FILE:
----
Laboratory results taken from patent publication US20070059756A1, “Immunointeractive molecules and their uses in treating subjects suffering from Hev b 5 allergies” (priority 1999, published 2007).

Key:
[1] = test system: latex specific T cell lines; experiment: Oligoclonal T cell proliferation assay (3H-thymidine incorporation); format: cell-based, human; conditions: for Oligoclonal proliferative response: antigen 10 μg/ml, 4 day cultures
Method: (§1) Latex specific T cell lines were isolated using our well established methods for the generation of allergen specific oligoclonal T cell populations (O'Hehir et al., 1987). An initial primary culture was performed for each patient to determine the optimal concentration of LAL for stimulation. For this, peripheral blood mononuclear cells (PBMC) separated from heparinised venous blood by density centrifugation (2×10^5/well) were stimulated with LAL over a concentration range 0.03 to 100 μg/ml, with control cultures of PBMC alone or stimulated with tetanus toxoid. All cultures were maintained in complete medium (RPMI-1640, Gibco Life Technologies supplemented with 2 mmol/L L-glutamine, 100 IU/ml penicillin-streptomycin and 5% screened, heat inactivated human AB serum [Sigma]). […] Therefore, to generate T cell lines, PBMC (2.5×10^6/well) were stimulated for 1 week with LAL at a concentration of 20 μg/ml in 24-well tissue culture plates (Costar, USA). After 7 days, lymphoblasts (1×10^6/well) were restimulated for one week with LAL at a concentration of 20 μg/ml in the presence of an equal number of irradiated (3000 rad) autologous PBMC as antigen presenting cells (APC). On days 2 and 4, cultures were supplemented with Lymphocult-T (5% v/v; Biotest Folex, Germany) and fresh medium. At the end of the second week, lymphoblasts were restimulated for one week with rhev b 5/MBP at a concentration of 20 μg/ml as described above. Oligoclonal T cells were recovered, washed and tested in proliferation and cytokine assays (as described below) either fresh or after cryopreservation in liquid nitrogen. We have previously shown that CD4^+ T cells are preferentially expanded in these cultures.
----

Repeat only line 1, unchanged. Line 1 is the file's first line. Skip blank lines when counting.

Laboratory results taken from patent publication US20070059756A1, “Immunointeractive molecules and their uses in treating subjects suffering from Hev b 5 allergies” (priority 1999, published 2007).